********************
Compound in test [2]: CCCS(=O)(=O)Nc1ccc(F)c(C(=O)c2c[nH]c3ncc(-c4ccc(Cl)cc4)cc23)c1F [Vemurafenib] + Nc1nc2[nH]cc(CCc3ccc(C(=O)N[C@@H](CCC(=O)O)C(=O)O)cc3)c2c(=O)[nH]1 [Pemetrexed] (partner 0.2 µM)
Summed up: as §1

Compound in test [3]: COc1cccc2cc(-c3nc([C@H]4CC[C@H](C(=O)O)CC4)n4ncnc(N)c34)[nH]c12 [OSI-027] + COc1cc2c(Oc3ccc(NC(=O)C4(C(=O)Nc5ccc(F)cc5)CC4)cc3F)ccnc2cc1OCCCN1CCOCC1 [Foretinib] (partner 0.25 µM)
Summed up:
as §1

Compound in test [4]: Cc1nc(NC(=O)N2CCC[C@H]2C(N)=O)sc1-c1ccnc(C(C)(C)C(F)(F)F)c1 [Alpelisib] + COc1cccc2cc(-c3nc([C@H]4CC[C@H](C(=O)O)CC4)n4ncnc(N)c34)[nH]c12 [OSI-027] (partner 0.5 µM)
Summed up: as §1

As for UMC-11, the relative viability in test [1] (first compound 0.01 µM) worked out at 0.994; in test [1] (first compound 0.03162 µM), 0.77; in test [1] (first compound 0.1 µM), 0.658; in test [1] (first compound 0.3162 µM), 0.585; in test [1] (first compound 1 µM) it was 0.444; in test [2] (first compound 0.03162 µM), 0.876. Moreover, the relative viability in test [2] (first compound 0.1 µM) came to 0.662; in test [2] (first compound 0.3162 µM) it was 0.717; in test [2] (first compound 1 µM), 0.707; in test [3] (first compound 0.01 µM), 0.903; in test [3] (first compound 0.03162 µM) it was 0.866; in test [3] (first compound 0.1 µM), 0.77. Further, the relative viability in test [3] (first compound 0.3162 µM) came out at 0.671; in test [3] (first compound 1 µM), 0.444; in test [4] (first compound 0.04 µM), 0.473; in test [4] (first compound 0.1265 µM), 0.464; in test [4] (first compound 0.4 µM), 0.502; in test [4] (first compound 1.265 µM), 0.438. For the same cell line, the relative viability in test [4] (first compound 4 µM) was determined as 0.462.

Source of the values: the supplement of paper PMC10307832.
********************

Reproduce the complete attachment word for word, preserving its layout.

Compound in test [2]: CCCS(=O)(=O)Nc1ccc(F)c(C(=O)c2c[nH]c3ncc(-c4ccc(Cl)cc4)cc23)c1F [Vemurafenib] + Nc1nc2[nH]cc(CCc3ccc(C(=O)N[C@@H](CCC(=O)O)C(=O)O)cc3)c2c(=O)[nH]1 [Pemetrexed] (partner 0.2 µM)
Summed up: as §1

Compound in test [3]: COc1cccc2cc(-c3nc([C@H]4CC[C@H](C(=O)O)CC4)n4ncnc(N)c34)[nH]c12 [OSI-027] + COc1cc2c(Oc3ccc(NC(=O)C4(C(=O)Nc5ccc(F)cc5)CC4)cc3F)ccnc2cc1OCCCN1CCOCC1 [Foretinib] (partner 0.25 µM)
Summed up:
as §1

Compound in test [4]: Cc1nc(NC(=O)N2CCC[C@H]2C(N)=O)sc1-c1ccnc(C(C)(C)C(F)(F)F)c1 [Alpelisib] + COc1cccc2cc(-c3nc([C@H]4CC[C@H](C(=O)O)CC4)n4ncnc(N)c34)[nH]c12 [OSI-027] (partner 0.5 µM)
Summed up: as §1

As for UMC-11, the relative viability in test [1] (first compound 0.01 µM) worked out at 0.994; in test [1] (first compound 0.03162 µM), 0.77; in test [1] (first compound 0.1 µM), 0.658; in test [1] (first compound 0.3162 µM), 0.585; in test [1] (first compound 1 µM) it was 0.444; in test [2] (first compound 0.03162 µM), 0.876. Moreover, the relative viability in test [2] (first compound 0.1 µM) came to 0.662; in test [2] (first compound 0.3162 µM) it was 0.717; in test [2] (first compound 1 µM), 0.707; in test [3] (first compound 0.01 µM), 0.903; in test [3] (first compound 0.03162 µM) it was 0.866; in test [3] (first compound 0.1 µM), 0.77. Further, the relative viability in test [3] (first compound 0.3162 µM) came out at 0.671; in test [3] (first compound 1 µM), 0.444; in test [4] (first compound 0.04 µM), 0.473; in test [4] (first compound 0.1265 µM), 0.464; in test [4] (first compound 0.4 µM), 0.502; in test [4] (first compound 1.265 µM), 0.438. For the same cell line, the relative viability in test [4] (first compound 4 µM) was determined as 0.462.

Source of the values: the supplement of paper PMC10307832.